Breakthrough can be a wonderful turning point in someone’s personal life. Or it could be a key moment for the job.
As children, we made several discoveries by the age of five. Although these were monumental times, they were not walks in the park. Before we took the first step, we fell countless times. When we first tried to talk or eat, we failed. However, we were never discouraged. We got up and took another step until we made a breakthrough in each of them.
As adults, walking, talking, and feeding alone are so common that we think very little about it. Once we mastered them, we moved on to other discoveries, such as tying shoes, cycling, reading, writing, learning math to name a few. However, before we were able to take a walk or do anything else, we had many, many breakdowns.
Before we achieved anything significant, we experienced failures or failures. As children, we are not deterred by breakdowns. When we look at an infant learning to walk, failure does not seem to occur as a problem or malfunction. Every healthy baby gets up to take another step, even if he cries from the fall.
As we age and continue our careers, we strive for discoveries in salaries, titles and the prestige of the company that employs us. To achieve these career benchmarks, we apply for new tasks, take on new and more complex tasks, and some focus on managing others. We are stretched at first. In fact, our performance can be mediocre at best. During the learning curve, we do what are called mistakes. Except that these mistakes or failures are no different from the failures we experienced when we took the first steps. Like mastering walking, we too can master our careers.
Faced with mastering our careers, organizations are committed to making new discoveries that differentiate them in the marketplace. Most discoveries do not have a draft. If it happens, it is most likely an improvement on what already exists. Discoveries, on the other hand, require people to move through unfamiliar territory. There will probably be many breakdowns in that unknown territory. Some are directly related to a service or product. In other cases, it’s the result of either miscommunication, which exceeds budget and time, or simply missing the right answers on how to take the next step.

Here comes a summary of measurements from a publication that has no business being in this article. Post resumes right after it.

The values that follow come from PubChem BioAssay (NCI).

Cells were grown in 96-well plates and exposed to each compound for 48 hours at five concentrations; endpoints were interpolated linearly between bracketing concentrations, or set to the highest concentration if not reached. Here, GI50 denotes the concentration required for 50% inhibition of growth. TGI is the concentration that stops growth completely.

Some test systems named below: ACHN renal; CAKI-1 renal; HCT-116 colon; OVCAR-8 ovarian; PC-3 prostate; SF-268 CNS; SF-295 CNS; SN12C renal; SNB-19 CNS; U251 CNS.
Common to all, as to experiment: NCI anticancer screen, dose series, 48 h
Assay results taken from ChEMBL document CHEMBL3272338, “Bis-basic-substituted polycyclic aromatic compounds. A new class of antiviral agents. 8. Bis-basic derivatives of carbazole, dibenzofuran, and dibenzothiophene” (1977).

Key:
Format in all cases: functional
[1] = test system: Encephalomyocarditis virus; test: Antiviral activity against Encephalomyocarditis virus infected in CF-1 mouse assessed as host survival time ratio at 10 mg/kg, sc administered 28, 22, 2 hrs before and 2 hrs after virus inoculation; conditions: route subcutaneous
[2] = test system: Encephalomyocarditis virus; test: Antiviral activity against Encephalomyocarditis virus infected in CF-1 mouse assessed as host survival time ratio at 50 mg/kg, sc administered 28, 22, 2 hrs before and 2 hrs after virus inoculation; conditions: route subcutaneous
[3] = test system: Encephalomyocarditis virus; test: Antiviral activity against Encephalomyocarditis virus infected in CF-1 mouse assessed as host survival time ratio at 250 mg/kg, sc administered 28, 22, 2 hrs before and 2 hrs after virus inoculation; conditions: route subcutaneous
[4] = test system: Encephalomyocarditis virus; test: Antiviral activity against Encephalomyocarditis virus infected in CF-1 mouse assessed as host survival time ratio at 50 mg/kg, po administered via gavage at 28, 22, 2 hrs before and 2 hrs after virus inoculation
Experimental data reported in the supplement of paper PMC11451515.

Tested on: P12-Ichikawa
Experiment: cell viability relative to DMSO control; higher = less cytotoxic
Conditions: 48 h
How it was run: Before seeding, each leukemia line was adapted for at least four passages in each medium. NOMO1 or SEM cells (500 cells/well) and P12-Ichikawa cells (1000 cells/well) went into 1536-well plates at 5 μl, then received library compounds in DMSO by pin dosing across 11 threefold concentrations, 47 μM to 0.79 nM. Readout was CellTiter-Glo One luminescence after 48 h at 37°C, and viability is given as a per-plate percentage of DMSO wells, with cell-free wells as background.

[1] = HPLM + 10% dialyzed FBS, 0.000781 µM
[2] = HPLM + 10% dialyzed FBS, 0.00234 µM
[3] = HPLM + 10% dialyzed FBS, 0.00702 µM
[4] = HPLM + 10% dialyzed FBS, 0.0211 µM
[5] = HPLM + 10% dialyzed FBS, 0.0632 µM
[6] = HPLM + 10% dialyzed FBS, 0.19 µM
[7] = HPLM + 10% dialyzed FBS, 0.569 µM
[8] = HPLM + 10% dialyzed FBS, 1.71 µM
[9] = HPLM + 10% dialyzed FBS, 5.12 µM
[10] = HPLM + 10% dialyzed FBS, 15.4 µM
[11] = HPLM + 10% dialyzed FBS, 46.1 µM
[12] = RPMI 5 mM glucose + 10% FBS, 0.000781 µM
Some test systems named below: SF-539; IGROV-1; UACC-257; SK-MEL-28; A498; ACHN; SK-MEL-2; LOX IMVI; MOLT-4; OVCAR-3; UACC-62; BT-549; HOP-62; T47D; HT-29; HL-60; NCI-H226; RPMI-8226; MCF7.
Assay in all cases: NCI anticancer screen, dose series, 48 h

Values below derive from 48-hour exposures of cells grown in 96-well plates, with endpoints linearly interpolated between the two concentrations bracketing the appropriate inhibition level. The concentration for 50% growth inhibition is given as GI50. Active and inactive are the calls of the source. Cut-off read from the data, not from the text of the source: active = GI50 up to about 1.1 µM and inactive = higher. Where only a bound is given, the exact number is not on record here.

Whether it is personal or professional, it seems that human experience will never be without failures. Those who are brave enough to go through a breakdown are rewarded with discoveries at best. At worst, they will learn lessons that can only be learned through experience – striving for discovery.
While it may seem unintuitive to chase a breakdown, it seems almost impossible to avoid if you are committed to the discoveries. Yet no one is talking about the deliberate breakdown it will create.
Perhaps mastery in discovery has nothing to do with talent and intelligence. This may have more to do with people taking a stand for the outcome, even though they don’t know how to achieve it. Thomas Edison perhaps summed it up best: “I didn’t fail. I just found 10,000 ways that won’t work.” Edison seemed to master mastery in handling himself as well as others, despite multiple failures. It was as if he knew that failures were part of the process of making discoveries. If each of us has managed failures since childhood, technically speaking, we should be masters at going through failures to make discoveries. What kind of breakdown are you going to create today?